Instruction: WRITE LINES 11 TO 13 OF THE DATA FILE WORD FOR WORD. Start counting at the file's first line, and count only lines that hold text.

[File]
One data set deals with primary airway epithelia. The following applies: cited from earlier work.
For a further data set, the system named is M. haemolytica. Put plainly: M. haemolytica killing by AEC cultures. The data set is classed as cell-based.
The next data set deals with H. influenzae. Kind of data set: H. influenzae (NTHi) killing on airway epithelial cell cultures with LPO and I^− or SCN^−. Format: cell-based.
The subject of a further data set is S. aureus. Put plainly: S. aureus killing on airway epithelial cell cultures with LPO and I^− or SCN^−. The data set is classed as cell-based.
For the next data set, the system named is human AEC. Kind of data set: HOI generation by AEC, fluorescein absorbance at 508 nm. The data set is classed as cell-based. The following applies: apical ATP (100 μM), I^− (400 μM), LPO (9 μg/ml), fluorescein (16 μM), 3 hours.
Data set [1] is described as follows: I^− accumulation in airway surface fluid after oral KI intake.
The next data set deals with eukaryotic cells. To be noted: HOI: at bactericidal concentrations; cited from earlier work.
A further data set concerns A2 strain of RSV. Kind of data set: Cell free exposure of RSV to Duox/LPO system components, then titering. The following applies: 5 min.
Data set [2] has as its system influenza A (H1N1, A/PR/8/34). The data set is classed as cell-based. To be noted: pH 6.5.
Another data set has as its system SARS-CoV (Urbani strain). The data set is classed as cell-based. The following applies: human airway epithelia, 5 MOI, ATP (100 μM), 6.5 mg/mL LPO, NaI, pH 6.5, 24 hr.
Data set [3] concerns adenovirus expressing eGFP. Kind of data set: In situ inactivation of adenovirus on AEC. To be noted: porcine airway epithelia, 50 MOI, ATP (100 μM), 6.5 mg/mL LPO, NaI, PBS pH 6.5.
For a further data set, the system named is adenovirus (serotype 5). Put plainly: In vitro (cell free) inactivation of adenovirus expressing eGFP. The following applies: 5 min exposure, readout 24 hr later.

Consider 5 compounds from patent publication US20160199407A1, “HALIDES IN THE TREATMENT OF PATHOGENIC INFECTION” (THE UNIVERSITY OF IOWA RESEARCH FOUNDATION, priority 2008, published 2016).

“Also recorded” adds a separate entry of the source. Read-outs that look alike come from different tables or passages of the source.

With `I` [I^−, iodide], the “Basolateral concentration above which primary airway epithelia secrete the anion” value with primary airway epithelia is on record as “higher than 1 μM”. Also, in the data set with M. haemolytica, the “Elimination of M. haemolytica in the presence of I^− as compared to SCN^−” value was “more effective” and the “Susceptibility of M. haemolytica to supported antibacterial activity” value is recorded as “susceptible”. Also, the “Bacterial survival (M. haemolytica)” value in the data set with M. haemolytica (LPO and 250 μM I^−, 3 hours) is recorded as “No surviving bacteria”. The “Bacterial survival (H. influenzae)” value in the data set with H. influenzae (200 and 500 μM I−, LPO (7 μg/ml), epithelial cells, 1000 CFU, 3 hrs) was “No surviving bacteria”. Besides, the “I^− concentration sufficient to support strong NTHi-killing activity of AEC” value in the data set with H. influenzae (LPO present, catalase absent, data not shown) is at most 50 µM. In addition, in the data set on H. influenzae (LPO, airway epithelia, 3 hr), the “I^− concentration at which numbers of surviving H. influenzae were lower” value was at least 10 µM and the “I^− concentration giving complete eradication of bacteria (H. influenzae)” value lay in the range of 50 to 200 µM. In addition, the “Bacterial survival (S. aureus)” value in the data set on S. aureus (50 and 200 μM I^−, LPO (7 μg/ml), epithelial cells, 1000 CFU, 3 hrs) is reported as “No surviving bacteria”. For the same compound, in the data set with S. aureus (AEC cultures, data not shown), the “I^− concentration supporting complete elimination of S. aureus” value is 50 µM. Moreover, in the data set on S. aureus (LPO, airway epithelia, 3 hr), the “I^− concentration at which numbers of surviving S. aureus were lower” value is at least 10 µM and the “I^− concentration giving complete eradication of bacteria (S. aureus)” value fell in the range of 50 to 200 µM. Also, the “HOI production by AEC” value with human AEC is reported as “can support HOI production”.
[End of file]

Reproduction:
Data set [3] concerns adenovirus expressing eGFP. Kind of data set: In situ inactivation of adenovirus on AEC. To be noted: porcine airway epithelia, 50 MOI, ATP (100 μM), 6.5 mg/mL LPO, NaI, PBS pH 6.5.
For a further data set, the system named is adenovirus (serotype 5). Put plainly: In vitro (cell free) inactivation of adenovirus expressing eGFP. The following applies: 5 min exposure, readout 24 hr later.

Consider 5 compounds from patent publication US20160199407A1, “HALIDES IN THE TREATMENT OF PATHOGENIC INFECTION” (THE UNIVERSITY OF IOWA RESEARCH FOUNDATION, priority 2008, published 2016).